Where do you get your ideas?
“In the mythic tradition, both artists and shamans walk perilously close to the realm of madness; indeed, in some cases, their gifts specifically come from journeying into madness, or Faerie, or the Realm of the Gods and then back again.” – Terri Windling, in her June 29th blog post On Artistic Inspiration
My short answers to the question “Where do you get your ideas?” are “I have no idea” and “They come out of nowhere.”
A year ago, my imagination drew me back to the mountains of Montana and the streets of Decatur, Illinois, to write my heroine’s journey novel Sarabande. While focusing on the Northwest and the Midwest in the spring of 2011, I never could have guessed that I’d be focusing on the rivers and swamps of the Florida Panhandle during the spring and summer of 2012.
In his recent book Riting Myth Mythic Writing, Dennis Patrick Slattery suggests that the fiction we’re attracted to, perhaps as both readers and writers, often has a “like attracts like” association with our deepest needs as well as our own personal myths. My intuition lures me more to Terri Windling’s view—and that of many other writers of fantasy and folktale—than to a purely psychological analysis of the source of my ideas for short stories and novels.
There was a time many years ago when I strongly considered psychology over writing as a career path and, like Slattery, I would have looked for the roads Carl Jung walked down and then blazed my own trails into faerie, madness and/or the unconscious from there with an analytical psychology perspective. I chose story over teaching and therapy. Most of the time, I think I chose well.
Maybe I Should Just Say That Ideas Pop Into My Head
As far as I can tell, my ideas come from my muse and/or my unconscious. Saying that tends to chase away people who ask the “where do you get your ideas?” question during interviews or book signings.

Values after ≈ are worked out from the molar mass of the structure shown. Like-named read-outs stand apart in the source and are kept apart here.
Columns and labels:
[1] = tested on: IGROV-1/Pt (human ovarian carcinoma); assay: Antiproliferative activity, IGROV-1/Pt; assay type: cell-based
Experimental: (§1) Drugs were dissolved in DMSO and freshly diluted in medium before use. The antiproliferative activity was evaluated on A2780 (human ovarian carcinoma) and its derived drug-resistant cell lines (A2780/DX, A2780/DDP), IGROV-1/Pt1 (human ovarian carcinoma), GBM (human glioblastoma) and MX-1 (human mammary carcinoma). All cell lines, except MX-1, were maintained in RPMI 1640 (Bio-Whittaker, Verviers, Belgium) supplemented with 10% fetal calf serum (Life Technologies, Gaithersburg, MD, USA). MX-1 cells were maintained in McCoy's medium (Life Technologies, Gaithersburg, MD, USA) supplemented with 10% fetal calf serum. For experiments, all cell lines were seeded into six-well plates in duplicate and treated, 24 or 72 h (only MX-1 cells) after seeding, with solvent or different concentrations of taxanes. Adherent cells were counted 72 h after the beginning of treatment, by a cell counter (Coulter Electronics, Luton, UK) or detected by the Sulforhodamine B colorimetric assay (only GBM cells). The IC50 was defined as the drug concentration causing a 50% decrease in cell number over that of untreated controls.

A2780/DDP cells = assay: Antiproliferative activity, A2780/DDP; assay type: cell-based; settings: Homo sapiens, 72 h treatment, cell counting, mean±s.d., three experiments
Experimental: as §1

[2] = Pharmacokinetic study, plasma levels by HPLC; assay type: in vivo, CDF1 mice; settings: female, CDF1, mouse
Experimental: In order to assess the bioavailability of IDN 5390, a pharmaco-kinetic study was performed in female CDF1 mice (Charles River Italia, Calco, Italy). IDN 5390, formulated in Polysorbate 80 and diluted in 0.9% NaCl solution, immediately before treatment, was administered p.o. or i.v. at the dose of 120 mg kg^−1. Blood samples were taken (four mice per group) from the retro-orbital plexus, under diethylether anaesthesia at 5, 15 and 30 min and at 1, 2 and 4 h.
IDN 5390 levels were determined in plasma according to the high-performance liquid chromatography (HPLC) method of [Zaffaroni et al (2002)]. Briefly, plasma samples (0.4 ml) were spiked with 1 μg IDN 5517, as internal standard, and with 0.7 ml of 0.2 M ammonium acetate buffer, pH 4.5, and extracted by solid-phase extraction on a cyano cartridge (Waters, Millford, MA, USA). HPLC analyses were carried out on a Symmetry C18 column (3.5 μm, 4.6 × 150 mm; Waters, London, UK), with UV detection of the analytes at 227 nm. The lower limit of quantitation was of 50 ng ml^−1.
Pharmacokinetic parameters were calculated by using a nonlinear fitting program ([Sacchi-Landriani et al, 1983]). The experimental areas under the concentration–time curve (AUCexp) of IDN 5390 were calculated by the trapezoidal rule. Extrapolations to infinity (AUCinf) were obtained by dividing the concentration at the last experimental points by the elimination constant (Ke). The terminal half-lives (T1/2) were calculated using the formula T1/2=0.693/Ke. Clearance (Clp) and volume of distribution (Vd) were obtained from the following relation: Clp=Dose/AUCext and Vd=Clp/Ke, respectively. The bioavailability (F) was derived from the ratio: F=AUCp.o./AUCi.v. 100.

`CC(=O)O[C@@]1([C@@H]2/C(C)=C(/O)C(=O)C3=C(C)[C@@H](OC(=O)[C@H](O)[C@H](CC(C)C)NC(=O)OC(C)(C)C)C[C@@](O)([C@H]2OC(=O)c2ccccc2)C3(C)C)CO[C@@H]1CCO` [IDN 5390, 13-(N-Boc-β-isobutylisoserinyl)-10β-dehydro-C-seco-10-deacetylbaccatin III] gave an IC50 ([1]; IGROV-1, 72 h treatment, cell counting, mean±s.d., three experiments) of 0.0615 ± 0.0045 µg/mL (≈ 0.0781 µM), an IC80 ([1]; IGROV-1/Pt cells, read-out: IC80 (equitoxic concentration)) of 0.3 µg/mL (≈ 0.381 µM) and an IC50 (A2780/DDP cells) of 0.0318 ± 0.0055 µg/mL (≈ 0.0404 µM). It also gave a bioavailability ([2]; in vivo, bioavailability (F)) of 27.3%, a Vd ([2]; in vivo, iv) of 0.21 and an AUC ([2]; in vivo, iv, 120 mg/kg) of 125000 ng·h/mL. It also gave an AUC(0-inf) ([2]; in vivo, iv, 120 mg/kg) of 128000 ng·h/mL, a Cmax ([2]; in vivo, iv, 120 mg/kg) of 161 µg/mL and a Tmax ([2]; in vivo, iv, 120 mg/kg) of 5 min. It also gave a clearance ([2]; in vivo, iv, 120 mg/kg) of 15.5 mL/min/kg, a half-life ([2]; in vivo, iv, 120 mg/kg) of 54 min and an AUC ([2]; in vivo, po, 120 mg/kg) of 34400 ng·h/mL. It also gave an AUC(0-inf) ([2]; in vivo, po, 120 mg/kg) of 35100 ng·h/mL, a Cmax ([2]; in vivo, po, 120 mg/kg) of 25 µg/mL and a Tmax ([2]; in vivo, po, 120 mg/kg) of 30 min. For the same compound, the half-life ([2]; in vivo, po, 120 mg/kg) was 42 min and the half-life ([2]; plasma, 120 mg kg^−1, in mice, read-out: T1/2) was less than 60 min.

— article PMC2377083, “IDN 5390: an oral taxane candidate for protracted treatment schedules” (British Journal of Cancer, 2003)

I do tell people that I don’t concoct plots or write outlines because when a story idea pops into my head, I don’t know where it will lead. Now, I’m fully aware that popular psychologists used to ask some years ago: “If you don’t know where you’re going, how will you know when you get there?”
When I go to a physical place for a specific purpose, I use a map. But a story is different. It unfolds. As Annie Dillard stalks spirit, I stalk stories. Rushing in, scares them away like deer or cats. Trying to create a map too soon stifles the ideas and pretty much scuttles the story. I’m sure I write about what I need to write about, and I know I’ve gotten where I’m going when the story feels right and complete. To others, this looks like madness or faerie enchantment. I’m sure it is.
Like venturing into a faerie ring, there’s always a danger that sooner or later a writer will follow a story and never come back. I fight against that happening even though there are times when I see it as a blessing.
This past week, I’ve been writing about a blackwater Florida river because, quite frankly, my muse whispered the words “Sweetbay Magnolia” to me and I started following the flower’s lemony scene to see where it led. It led me back to the place where I grew up. Dr. Slattery would have plenty to say about that, and I’m sure I would agree. But for now, I’m enjoying the world of turkey oaks and yaupon holly because, perhaps, I miss it and/or because I want to see what happens when Emily Walters and her dad drive down to St. Marks, Florida on a foggy night.